Life without a bathroom

This is part one of a two part opinion piece. Part two appears in the July 26 editon of the Ely Echo, on newsstands Saturday.

Living in the North Country you adapt to the climate and circumstances. For the past couple of weeks, employees at the Ely Echo have had to adapt to a workplace without a bathroom.
Just before the end of June we noticed the flushing portion of the toilet’s performance was below par. Well, it was below removing the water from the bowl.
Our first plan of attack was the tried and true number one tool of a plugged toilet: the plunger. Except our plunger was on the scale of a hobbit. Trip number one to the hardware store.
After numerous plunging sessions (which don’t appear to resemble yoga sessions), it was time to remove the toilet and see if the problem was further down the line.
But even after several more trips to the hardware store for various equipment, it became apparent we needed a plumber to save the day.
Our plumber arrived at 6 p.m. on a Friday night. It’s our belief this only happens in small towns where you know the plumber by his high school nickname.
A bulky and heavy unit known as an auger was unloaded from the van and transported into our bathroom. If you’ve never had the fortune of using the bathroom at the Echo, you’re lucky. It was apparently built by welders who did not want to give up any space to a place where you only did one thing. Or two things. Or number one and number two. Anyway, it’s a small bathroom built out of steel.
So, the auger was sent down the hole in the floor with high hopes. But instead of going toward the city sewer, the auger wanted to climb up the clean-out pipe. Since this also led to the roof vent, we decided this was not going to work.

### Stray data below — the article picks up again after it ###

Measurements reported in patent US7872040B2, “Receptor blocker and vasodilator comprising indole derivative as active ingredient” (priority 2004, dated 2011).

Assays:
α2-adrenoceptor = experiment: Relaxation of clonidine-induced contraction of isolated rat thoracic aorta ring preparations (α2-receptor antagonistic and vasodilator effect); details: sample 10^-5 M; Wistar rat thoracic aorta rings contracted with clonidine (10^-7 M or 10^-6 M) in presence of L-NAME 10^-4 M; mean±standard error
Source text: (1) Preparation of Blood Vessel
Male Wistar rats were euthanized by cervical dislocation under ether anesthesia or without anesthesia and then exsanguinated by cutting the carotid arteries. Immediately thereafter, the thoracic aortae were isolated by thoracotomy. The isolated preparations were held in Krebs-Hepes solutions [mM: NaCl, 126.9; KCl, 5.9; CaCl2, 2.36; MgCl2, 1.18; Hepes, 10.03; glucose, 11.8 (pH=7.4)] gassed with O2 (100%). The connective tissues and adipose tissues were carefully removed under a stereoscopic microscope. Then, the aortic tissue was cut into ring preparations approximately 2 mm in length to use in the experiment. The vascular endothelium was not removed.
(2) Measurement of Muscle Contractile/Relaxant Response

His advice was to get a jetter, a high pressure hose that squirts a stream of water to clean out sewer lines and allow toilets to return to their normal line of duty.
But when we checked the hole in the morning, the water was gone. Problem solved! The toilet was reinstalled and we could go about our business again. Job one and job two were back in production.
This lasted a little over a week. Then the plunger was called back into action. Repeatedly. At this point Echo employees had to make other arrangements when Nature called. Luckily they were able to answer Nature’s call without having to track down an unused outhouse.
As frustrations grew we called another plumber for another opinion. The second opinion was the same as the first. Get a jetter.
So we called a company that has a jetter and they came over to take a look. Their jetter was not built for such a location and they were concerned there would be a flood and the feds wouldn’t come bail us out.
They brought in their auger and gave it the old college try. Three hours later college was declared tried and died.
Another jetter call was placed. We also called in for reinforcements. A bright blue porta-potty was delivered pronto, providing an option for employees trying to cut down on their gas bills by driving home for bathroom privileges.
On Thursday our jetter guy strung hoses from one end of the Echo to the other. He had pumps, he had buckets and he had rubber gloves. Good thing.
Seven hours later he was reeling up his hoses and placing a call for a new plan of attack: dig a hole in the ground and come in from the outside.
As this edition of the Echo was going to press, plans were being launched for an underground attack. We’re not sure if this will solve the problem - a few of us have become toilet half empty thinkers through this ordeal.
But we’re hoping. Holding and hoping.